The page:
Saudi Arabia Reports 2 Health Workers Infected With nCoV, Further Evidencing Person-To-Person Transmission
“Two health workers in Saudi Arabia have become infected with a potentially fatal new SARS-like virus [known as novel coronavirus, or nCoV,] after catching it from patients in their care — the first evidence of such transmission within a hospital, the World Health Organization said,” Reuters reports. “The health workers are a 45-year-old man, who became ill on May 2 and is currently in a critical condition, and a 43-year-old woman with a coexisting health condition, who fell ill on May 8 and is in a stable condition, the WHO said,” the news service writes (Kelland, 5/15). “[T]he virus has likely already spread person-to-person in some circumstances, including between patients [in the same hospital room] in France,” the Associated Press notes (Stobbe, 5/15). However, “‘[t]his is the first time health care workers have been diagnosed with nCoV (novel coronavirus) infection after exposure to patients,’ the WHO said in a statement,” according to Agence France-Presse/Channel News Asia (5/16).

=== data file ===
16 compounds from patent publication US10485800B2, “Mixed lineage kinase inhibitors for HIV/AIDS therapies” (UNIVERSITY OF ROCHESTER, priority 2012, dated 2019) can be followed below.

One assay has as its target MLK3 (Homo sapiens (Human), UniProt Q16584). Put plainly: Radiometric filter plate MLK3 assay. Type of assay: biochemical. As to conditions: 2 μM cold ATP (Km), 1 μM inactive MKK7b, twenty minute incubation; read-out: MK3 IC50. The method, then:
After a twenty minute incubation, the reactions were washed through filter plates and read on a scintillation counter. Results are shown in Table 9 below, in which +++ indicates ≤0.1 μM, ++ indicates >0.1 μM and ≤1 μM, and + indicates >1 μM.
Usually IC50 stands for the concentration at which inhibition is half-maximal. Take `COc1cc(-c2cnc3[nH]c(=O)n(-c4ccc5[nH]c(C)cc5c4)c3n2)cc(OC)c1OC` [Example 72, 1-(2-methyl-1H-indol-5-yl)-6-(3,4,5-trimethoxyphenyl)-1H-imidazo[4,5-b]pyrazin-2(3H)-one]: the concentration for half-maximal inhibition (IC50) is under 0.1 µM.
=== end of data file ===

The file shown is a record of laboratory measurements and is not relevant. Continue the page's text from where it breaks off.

In related news, “[a] group of coronavirus experts has published its proposal to name [the] new, deadly virus after the Middle East, the region where it originates,” Science Insider reports. “In a short paper published online [Wednesday] by the Journal of Virology, the Coronavirus Study Group (CSG), along with several other scientists, recommends calling the pathogen Middle East Respiratory Syndrome Coronavirus (MERS-CoV),” the news service writes (Enserink, 5/15). “Since last September, WHO says it has been informed of a global total of 40 laboratory confirmed cases of the virus, including 20 deaths,” AFP notes (5/16).
The KFF Daily Global Health Policy Report summarized news and information on global health policy from hundreds of sources, from May 2009 through December 2020. All summaries are archived and available via search.